Cindy Gaddis is an unschooling mom to seven kids—and one son-in law! She’s also the author of The Right Side of Normal, a book about understanding and honouring the natural learning path for right-brained children. In this episode, we talk about helicopter parenting and control, cultural expectations, society’s focus on being busy, family relationships, and what unschooling looks like in larger families.
Quote of the Week
“Where did childhood go? Time and space to just be, play, explore, create, wonder, feel, discover. It’s so important to the well-being of a person, which is so closely connected to happiness.” ~ Cindy Gaddis
Questions for Cindy
Can you share with us a bit about you and your family, and how you came to unschooling?
Often we talk about deschooling as being time to recover from time spent in school and to shift away from seeing learning through the conventional school lens. All very true, but it doesn’t really seem to do justice to all the cultural paradigm shifts that are wrapped up in there, does it? I’d love to dive deeper into some of those shifts today. First up, helicopter parenting. Parents have good intentions, but they can find themselves controlling every aspect of their children’s days. How does that perspective shift as we move to unschooling?
The next shift I’d like to talk about is around socialization. It’s a question we’re often asked by others when they learn our kids don’t go to school. We can easily point out how there are lots of opportunities for children to engage with other children, with other people, outside of school, but it’s bigger than that, isn’t it?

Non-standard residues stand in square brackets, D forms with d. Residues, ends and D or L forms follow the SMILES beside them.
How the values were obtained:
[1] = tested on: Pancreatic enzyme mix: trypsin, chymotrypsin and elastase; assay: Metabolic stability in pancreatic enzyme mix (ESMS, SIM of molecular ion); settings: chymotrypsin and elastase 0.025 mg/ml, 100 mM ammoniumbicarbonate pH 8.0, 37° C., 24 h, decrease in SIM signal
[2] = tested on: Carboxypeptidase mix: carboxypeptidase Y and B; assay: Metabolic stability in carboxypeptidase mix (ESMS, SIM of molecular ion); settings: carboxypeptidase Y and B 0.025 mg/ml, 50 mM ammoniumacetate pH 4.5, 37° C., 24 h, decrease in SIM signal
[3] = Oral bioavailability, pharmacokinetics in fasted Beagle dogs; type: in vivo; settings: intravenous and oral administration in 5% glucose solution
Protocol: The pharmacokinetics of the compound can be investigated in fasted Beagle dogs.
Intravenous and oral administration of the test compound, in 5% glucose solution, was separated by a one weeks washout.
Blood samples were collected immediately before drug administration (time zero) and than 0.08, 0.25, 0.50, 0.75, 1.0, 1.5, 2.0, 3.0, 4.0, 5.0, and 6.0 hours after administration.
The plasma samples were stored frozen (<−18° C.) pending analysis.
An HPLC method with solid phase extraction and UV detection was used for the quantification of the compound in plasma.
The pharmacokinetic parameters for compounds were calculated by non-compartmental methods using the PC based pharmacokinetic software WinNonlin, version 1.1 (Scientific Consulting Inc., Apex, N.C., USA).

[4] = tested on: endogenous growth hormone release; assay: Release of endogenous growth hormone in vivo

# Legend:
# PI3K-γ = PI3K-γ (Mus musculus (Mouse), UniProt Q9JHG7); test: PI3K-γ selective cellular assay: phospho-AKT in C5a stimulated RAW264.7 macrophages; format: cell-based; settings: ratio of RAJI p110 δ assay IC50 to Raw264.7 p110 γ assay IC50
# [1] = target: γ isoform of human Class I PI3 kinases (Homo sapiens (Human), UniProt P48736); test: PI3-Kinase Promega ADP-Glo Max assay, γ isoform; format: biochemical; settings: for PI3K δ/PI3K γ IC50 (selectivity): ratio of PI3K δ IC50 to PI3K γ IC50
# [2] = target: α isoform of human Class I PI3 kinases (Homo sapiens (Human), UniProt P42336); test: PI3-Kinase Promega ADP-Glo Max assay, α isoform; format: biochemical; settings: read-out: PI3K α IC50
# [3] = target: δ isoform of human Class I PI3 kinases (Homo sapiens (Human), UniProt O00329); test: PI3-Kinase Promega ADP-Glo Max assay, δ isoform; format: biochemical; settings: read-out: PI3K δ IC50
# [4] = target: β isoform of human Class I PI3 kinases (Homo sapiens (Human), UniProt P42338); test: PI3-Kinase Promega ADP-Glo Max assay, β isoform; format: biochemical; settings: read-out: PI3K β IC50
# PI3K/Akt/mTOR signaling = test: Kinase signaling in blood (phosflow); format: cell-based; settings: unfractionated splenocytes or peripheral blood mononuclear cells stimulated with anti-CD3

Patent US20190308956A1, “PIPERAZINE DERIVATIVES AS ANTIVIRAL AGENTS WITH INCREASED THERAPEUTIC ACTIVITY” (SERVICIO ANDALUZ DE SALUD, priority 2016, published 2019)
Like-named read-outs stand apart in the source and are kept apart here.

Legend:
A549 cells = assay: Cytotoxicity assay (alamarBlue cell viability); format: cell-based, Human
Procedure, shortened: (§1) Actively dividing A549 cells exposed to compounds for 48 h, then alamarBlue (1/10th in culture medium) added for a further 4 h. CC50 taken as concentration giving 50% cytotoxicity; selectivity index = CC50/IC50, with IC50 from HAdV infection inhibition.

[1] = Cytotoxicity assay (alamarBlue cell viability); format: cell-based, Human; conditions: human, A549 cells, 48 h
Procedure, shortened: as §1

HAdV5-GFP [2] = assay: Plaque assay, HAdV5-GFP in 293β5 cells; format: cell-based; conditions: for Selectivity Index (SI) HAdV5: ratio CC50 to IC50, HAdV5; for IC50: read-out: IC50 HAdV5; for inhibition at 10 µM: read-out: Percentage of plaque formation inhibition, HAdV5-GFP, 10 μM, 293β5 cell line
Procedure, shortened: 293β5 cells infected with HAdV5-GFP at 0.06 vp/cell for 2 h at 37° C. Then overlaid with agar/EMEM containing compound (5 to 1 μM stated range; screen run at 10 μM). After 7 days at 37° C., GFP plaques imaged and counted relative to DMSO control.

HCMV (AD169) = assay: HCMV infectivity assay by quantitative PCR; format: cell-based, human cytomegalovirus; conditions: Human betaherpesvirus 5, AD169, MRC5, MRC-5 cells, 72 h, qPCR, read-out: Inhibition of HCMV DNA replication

Another shift on the deschooling road revolves around the conventional tendency to keep kids busy, scheduling their days with extracurricular activities. This seems to be wrapped up in “being a well-rounded person for college applications” and the “over-achiever mentality as the definition of success.” How does this perspective shift as we move to unschooling?
The shift to unschooling also encompasses big shifts in how we look at family relationships. One of the big ones for me was around the idea of fairness. Did you find that a valuable shift as well?
I also wanted to ask you about what your unschooling days looked like with a larger family. There’s the idea that you need more control the more children you have. What has your experience been?
What tips would you share for larger families starting to move to unschooling?
Links to Things Mentioned in the Show
Growing Without Schooling magazine
Pam’s talk: A Family of Individuals